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It might seem odd for a Christian school community in rural British Columbia to invite a world-renowned speaker who is famous for speaking against current models of education to address their community. But that’s what Abbotsford Christian School (ACS) did, attracting more than 1,200 educators province-wide to an afternoon session held at Gateway Christian Reformed Church and 350 business leaders to an evening event to hear Sir Ken Robinson speak on January 13.

Robinson, a British author and speaker on creativity and innovation in education and business, is best known for his famous TED talk, “Do Schools Kill Creativity?” That particular video has been seen by an estimated 350 million people in over 160 countries and is the most viewed talk in the history of the TED (Technology, Entertainment, Design) organization.

The Robinson event was part of a wider campaign by the school to raise money to renovate and expand its facilities while also shifting the focus of the school on how it provides education.

“A number of years ago, ACS made an intentional shift to become major thought leaders in education,” explained Julius Siebenga, the school’s executive director. He described their desire to be pioneers in the way they provide education—using project-based learning, open concept classrooms, and student-led, collaborative learning. In fact, a team of students from grades 8 to12 have been heavily involved in the design process for the new school, meeting with architects and traveling to other new facilities for research and inspiration.

The event with Robinson was meant to inspire educators and supporters alike to invest in the new concepts and connect them to the business world. “As we considered conveying our vision through this event, it made sense to pursue [him], because his message captures our vision better than anyone else,” Siebenga told the crowd on Friday evening. He added that some of the leadership team nearly fell off their chairs when they heard that Robinson had accepted the invitation.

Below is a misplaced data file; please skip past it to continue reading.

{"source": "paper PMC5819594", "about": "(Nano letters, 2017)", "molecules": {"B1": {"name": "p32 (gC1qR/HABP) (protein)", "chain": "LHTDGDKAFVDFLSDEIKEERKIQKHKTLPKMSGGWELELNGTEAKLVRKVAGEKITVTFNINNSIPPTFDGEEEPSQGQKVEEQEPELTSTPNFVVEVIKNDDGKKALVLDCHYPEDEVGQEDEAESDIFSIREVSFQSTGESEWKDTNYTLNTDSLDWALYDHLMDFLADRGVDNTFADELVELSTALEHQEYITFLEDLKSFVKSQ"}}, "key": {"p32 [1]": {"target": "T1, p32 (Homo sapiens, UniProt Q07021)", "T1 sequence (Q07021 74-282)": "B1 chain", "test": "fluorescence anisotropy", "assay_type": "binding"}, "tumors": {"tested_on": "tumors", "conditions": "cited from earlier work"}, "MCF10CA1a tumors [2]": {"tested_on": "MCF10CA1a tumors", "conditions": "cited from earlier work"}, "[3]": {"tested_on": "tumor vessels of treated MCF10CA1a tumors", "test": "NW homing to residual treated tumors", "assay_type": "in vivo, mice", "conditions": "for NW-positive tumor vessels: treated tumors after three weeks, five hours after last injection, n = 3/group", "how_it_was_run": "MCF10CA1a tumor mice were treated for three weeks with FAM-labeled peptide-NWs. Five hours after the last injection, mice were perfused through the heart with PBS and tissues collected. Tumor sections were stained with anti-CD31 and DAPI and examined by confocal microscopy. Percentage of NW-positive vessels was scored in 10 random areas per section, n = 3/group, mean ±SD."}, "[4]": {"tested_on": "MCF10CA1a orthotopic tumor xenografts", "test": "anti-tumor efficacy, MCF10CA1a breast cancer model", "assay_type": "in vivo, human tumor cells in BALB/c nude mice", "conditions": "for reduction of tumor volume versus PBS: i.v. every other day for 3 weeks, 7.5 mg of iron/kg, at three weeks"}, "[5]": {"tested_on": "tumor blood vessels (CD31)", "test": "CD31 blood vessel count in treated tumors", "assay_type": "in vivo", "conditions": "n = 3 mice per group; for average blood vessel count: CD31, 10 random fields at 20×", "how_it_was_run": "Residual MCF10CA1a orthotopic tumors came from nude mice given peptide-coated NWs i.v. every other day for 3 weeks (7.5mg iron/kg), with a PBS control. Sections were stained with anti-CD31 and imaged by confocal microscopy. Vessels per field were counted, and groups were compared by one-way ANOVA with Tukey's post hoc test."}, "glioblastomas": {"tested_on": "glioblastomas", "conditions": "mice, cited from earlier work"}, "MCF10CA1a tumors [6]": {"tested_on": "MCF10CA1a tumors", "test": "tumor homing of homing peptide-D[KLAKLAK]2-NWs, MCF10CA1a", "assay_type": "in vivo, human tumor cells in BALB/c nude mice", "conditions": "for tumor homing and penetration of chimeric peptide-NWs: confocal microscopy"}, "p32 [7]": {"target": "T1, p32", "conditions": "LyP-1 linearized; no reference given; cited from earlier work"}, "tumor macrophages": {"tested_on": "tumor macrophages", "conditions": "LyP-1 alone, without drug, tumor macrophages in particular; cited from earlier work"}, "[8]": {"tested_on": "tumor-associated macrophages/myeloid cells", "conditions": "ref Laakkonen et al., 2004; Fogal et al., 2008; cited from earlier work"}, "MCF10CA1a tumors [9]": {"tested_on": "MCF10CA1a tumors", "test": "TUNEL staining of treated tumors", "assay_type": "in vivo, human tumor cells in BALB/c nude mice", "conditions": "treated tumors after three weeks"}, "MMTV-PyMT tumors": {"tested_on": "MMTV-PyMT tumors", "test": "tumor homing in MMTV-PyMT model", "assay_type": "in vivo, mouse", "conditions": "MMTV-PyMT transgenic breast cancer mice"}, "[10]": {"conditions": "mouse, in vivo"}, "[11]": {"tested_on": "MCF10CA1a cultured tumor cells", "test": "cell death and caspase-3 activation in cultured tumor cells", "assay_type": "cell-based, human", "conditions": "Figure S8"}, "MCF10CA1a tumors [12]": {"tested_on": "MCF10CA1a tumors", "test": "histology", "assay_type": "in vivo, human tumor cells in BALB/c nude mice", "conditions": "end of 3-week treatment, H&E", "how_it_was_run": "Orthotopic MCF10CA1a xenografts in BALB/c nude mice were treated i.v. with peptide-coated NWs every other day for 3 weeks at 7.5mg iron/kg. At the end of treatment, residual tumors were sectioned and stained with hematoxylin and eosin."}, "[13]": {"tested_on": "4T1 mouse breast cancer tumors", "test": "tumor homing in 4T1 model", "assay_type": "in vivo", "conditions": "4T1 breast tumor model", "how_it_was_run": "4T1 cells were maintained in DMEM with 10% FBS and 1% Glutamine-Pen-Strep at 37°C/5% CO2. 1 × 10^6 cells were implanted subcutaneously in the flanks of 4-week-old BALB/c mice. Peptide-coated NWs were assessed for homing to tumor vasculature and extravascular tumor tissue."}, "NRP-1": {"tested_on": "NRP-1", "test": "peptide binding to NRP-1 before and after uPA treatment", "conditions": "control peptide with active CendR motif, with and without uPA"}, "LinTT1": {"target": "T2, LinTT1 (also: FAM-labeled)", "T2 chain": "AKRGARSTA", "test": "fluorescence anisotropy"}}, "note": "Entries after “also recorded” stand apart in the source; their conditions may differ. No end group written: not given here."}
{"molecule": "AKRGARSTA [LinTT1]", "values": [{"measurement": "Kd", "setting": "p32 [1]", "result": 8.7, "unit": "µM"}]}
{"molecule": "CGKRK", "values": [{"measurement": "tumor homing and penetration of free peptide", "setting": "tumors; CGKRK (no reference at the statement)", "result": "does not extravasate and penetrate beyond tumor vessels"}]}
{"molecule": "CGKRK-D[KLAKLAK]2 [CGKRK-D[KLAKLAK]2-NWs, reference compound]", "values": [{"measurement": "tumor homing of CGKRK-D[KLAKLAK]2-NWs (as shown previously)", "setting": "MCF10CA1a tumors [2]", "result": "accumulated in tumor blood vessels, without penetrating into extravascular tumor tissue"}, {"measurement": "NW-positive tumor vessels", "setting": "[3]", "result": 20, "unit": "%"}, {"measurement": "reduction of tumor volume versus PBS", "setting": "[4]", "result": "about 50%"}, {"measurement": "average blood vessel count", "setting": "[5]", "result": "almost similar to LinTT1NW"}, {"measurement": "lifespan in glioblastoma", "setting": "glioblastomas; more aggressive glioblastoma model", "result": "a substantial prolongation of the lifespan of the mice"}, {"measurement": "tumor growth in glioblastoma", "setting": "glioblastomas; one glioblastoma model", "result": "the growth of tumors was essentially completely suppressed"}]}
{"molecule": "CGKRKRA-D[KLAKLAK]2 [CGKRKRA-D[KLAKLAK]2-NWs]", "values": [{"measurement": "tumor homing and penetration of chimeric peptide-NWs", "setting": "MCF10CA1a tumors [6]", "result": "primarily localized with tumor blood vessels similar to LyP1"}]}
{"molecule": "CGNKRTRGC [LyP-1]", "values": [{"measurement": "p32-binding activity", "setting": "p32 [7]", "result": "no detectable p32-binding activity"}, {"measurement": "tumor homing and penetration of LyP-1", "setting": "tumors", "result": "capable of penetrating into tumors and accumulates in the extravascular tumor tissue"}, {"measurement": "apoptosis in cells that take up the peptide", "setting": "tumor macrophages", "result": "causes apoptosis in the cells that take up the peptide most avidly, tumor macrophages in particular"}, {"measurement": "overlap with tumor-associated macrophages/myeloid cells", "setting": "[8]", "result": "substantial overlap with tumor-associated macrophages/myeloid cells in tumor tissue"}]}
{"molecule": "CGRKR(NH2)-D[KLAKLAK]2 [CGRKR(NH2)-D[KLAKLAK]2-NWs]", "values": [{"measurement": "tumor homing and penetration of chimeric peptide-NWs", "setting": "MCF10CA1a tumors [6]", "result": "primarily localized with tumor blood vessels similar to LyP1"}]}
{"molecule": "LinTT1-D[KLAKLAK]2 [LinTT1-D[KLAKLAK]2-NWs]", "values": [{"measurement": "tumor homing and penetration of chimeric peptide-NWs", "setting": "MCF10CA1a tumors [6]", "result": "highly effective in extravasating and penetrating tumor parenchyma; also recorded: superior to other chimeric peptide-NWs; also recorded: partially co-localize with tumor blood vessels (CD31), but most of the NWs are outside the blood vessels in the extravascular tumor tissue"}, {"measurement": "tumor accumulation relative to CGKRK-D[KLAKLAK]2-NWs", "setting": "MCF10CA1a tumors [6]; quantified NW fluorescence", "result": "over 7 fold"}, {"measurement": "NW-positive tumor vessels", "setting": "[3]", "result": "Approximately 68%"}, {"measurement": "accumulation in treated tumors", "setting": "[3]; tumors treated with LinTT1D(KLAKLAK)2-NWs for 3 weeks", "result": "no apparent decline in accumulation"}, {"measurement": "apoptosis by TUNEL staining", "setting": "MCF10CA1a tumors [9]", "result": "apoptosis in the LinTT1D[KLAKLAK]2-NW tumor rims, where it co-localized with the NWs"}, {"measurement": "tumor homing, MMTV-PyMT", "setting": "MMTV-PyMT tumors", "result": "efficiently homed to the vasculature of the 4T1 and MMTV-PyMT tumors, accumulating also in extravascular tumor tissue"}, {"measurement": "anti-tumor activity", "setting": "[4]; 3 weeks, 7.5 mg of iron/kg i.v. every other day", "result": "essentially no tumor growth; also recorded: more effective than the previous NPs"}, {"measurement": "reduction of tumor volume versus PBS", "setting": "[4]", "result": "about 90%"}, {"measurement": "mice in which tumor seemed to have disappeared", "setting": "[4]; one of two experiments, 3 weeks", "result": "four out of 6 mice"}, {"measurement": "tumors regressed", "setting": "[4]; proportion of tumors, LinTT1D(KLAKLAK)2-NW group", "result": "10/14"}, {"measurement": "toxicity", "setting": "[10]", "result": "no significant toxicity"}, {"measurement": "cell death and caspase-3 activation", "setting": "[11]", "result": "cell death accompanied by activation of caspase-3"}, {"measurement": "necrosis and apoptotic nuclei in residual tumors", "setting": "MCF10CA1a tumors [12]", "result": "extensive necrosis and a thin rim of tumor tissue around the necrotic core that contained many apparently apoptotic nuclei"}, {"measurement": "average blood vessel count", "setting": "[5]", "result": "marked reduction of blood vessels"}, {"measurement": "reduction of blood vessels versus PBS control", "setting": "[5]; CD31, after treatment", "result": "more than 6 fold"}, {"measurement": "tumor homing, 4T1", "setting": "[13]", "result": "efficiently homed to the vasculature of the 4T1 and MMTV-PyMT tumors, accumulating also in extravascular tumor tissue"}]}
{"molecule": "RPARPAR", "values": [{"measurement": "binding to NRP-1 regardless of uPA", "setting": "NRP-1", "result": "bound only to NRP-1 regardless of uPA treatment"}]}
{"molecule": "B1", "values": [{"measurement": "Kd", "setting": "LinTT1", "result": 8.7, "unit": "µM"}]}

Coordinators of the expansion campaign had heard from the corporate community that they needed to demonstrate how the school is going to produce graduates who are better equipped to work in their industries because of the proposed changes.

Siebenga felt this was accomplished at both events. He said that even though Robinson's message is not overtly Christian, his ideas fit well into their belief that each child is created unique and that we should strive to provide conditions for them to flourish and to shape God’s world.

Robinson’s message focused on the need to redesign our current educational system, which was created in the 19th century to serve the purpose of the industrial revolution. “That system wasn’t designed for our current reality,” he emphasized. “The real marks of humanity are diversity, creativity, and adaptability. The good news is that the system can be changed. And schools need to be part of this solution.”

Jaime Spyksma, a member of the school community, found Sir Ken to be engaging and hilarious, and she was excited about the impact he had. “This event welcomed the entire province, not just Christians, and anytime [we can] set an example as leaders in our world . . . it’s an opportunity for others to see us and wonder what makes us unique as Christians.”

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